Tag Archives: derek ezra

David Steel pays tribute to Derek Ezra, emphasising his pro-European views

Derek EzraIn twelve years as Liberal Leader, David Steel only got to nominate eight peers. One of them was former National Coal Board chairman Derek Ezra, who died last December.

In London this week, Lord Steel gave a speech at Haberdashers’ Hall (Derek Ezra was an honorary Liveryman) in which he paid tribute to Derek Ezra. He also explained why his colleague was so in favour of a European organisation that worked together and kept the peace.

During my twelve years as party leader Prime Minister Thatcher was notoriously mean in Liberal peerages, allowing me only eight during that time in spite of the encouragement of the Tory leader in the Lords – Willie Whitelaw – to do better. Subsequent Prime Ministers were much kinder to Ashdown, Kennedy and Clegg and allowed them several nominations in each list. Inevitably my eight nominations were all either former senior MP’s or party office-bearers – with one exception – Derek Ezra.

In his memoirs he says that I nominated him “in order to introduce some industrial experience on to the Liberal benches” and that is true but not the whole truth – I thought it important for the public to see that we had people of his calibre in public life. He was known as chairman of the National Coal Board but few knew he was an ardent Liberal, arguing against the pattern of “them and us” in so much of British business. And what a success he was, one colleague saying “Derek ought to give lessons to the rest of us on how to put questions in the Lords” and another describing his contributions – even from his wheelchair in later life – as combining “integrity, clarity and relevance”. I always considered his expertise on energy and conservation debates as adding greatly to the prestige of our party.

Lord Ezra was an active and committed European from his earliest days as a student at Cambridge, as Major Ezra during the war and in his four-year service in the European Coal and Steel Community in Luxembourg. Delivering a lecture in this very hall in 2005 he mentioned his earlier work with Jean Monnet “one of the most remarkable men of the 20th century” who “was convinced that in order to avoid future wars and promote stability and prosperity, European countries would have to cooperate on a more integrated basis than ever before”. Derek added “Britain remained a reluctant participant – in my opinion much to our disadvantage”.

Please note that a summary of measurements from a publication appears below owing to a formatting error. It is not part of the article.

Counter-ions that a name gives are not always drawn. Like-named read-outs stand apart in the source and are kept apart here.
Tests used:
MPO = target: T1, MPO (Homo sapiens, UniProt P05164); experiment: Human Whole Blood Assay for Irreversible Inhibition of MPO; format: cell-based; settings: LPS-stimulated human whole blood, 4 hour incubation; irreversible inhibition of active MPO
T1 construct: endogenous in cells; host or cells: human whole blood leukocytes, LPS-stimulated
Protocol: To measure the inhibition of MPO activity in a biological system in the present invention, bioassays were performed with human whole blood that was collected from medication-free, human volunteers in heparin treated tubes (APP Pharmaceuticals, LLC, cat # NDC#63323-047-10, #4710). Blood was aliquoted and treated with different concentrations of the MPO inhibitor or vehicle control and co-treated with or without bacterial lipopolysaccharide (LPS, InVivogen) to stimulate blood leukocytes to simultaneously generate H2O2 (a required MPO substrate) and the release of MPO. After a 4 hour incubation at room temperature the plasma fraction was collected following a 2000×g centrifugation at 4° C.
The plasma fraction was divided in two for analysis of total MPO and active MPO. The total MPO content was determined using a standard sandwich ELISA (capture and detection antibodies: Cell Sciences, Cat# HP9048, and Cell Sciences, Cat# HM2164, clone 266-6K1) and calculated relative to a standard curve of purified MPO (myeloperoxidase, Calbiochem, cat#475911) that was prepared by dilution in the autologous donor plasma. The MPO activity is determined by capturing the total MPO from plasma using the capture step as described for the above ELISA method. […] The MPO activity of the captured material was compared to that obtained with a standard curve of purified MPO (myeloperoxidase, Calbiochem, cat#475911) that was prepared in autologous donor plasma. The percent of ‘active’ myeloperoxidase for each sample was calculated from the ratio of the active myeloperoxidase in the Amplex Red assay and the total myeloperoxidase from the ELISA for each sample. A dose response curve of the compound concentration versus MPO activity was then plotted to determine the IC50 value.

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Baroness Celia Thomas writes…Derek Ezra 1919-2015

Liberal Democrat peer Derek Ezra died on 22 December 2015 at the age of 96. Celia Thomas remembers him.

Liberal Peers were absolutely delighted when Derek Ezra took the Liberal whip on becoming a Peer in 1983. He was one of the best known men in public life at the time, having been a well-respected Chairman of the Coal Board from 1972 to 1982. He had been a Liberal since university days, he told us, where he joined the Cambridge University Liberal Club in 1936. There he was a friend of Richard Wainwright, who was later to become the Liberal MP for Colne Valley.

A few years later, when war broke out, Derek became a gunner, rising eventually to the rank of Lt. Colonel; he later joined British Intelligence, where he was secretary of the Combined Intelligence Objectives Sub-Committee. After the war, he spent four years in Luxembourg as a member of the UK delegation to the European Coal and Steel Community where he worked with Jean Monnet, largely regarded as the founding father of the European Community. From that time on, Derek was a passionate, but not uncritical, supporter of the European Union.

Posted in Op-eds | Also tagged and | 4 Comments

Next week in the Lords: 15-18 October

It looks as though this column may be going down in flames, now that the Lords have appointed a new Media & PR Officer, but until we do…

Days 7 and 8 of the Committee Stage of the Financial Services Bill dominate the week. And, as I still don’t understand it, I’m going to see if I can get an explanation. Watch, hopefully, this space… However, Amendment 197, to be moved by Lord Flight, requires banks to transfer accounts to a new institution, if requested, within ten working …

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